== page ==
8. How does Hands Over Blankets help Lena understand her past? Where does the title come from? As Ben and Lena are reading the book together, he puts his hand on her shoulder, an action that “felt very intimate” to Lena, “perhaps too intimate” (171). Why do you think the gesture feels too personal to Lena? Has reading Hands Over Blankets together altered their relationship? If so, how?
    9. At Ben’s cabin, Lena feels “disoriented and strangely happy” and, when she tries to remember when she last had the same feeling, she realizes it was in the camp’s pool, “bobbing in the cold water, all mixed up and bewildered, and strangely stupidly excited” (140). In what ways is life at Ben’s cabin similar to Lena’s life at summer camp? Discuss what Lena’s life is like in each of the locations. How does it compare with what you know about Lena’s personal life? Why do you think both camp and Ben’s cabin make her feel so happy?
    10. When Lena runs into Inka in New York, Inka “seemed happy to see Lena, but there was no real warmth” (5). Are you surprised by this after learning more about their friendship? Why did Lena and Inka initially become friends? Lena tells Ben that she’s “insanely jealous of [Inka’s] career, but it’s nothing compared to how jealous [she] felt when [she] thought that [Inka] was more popular than [her] in the camp” (43). Why do you think that’s the case?
    11. In describing the camp, Lena tells Ben, “stealing was considered perfectly fine. Everybody stole. It would have seemed strange and even indecent if you didn’t. But of course everybody stole on their own level” (87). Give examples of how people at the camp “stole on their own level.” How is the camp a microcosm of what’s happening in Russia at the time?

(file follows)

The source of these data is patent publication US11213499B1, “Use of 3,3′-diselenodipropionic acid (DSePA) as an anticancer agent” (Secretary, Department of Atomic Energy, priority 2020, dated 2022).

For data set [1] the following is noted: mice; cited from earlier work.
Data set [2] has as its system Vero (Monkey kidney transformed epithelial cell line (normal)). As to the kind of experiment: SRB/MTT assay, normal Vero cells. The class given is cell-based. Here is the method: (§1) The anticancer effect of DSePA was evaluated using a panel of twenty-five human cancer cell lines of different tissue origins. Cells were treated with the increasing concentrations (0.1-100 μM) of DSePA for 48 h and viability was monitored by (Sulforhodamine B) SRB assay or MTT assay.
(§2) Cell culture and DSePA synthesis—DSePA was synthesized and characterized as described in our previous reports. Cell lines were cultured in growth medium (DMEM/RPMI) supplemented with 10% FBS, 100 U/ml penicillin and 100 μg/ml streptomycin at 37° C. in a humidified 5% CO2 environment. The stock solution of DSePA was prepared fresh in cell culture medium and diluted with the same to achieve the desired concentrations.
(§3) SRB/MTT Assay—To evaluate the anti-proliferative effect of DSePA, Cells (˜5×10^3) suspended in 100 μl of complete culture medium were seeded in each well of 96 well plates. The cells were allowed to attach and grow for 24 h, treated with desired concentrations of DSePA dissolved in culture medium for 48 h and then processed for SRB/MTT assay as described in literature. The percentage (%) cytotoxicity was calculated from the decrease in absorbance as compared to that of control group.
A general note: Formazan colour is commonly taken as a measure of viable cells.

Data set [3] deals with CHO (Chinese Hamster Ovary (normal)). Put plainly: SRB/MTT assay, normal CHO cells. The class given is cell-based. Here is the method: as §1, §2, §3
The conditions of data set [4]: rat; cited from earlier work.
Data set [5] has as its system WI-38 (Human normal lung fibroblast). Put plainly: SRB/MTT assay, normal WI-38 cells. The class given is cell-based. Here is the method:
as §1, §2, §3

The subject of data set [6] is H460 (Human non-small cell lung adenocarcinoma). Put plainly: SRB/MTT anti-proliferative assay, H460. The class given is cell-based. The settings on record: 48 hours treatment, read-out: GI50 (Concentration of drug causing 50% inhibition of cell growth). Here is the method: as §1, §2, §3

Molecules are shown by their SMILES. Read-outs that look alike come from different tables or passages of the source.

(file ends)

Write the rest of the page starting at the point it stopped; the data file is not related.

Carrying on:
12. Lena says, “it’s pretty easy to accept that love hurts. It makes you feel so helpless, unprotected. But at least you’re not to blame. It’s harder to accept that you can hurt other people. That you might be responsible for the bad things that happen to them” (166). In what ways has Lena been guilty of hurting others in matters of love? Are there other instances in The Scent of Pine where one character has been responsible for bad things happening to others? Discuss them. At one point during her storytelling, Lena and Ben joke that she is a femme fatale. In what ways could this be true?

    Enhance Your Book Club

    1. To gain insight into Vapnyar’s writing process, read “Katania” (, which was published in The New Yorker in October 2013. Then, read the article in The New Yorker where Vapnyar answers questions about the short story:
    2. At the conference, “Lena was suddenly seized by an acute feeling of being a stranger in America” (17). Discuss how Lena’s life as an émigré has affected her. Then, watch this video where Lara Vapnyar discusses her own experience coming to the United States from Russia: Talk about how Lena’s story is influenced by Vapnyar’s own experiences.
    3. When Lena begins to tell Ben about her time at summer camp, “she hadn’t thought about how foreign her story might seem to him.” (p. 62) Visit to see pictured of Russian summer camps. How do the images compare to the way you imagined the summer camp that Lena describes? Talk about your impressions with your book club.
    4. As they prepare for a long drive to Ben’s cabin, he tells Lena that he’s looking forward to hearing more of her story during the car ride. He says, “It’s like a welcome routine now. We go somewhere, we take a break from your story, then we come back to the car, and you start off where you stopped. I remember feeling like that when I was a child. I would be reading a book, a long attention-grabbing one…and I would have to leave…but I would be thinking of the book waiting for me at home” (102). Have you ever felt like that about a book while you’re reading it? Compare books with the other members of your book club and consider making them selections and your next book club meeting.

About the Author

Lara Vapnyar
Photograph © Masha Rumer

Lara Vapnyar

Lara Vapnyar moved from Moscow to Brooklyn in 1994. Knowing very little English, she quickly picked up the language and soon began writing in it. She is the author of two story collections, There are Jews in My House and Broccoli and Other Tales of Food and Love, and a novel, Memoirs of a Muse. She lives in New York City with her family.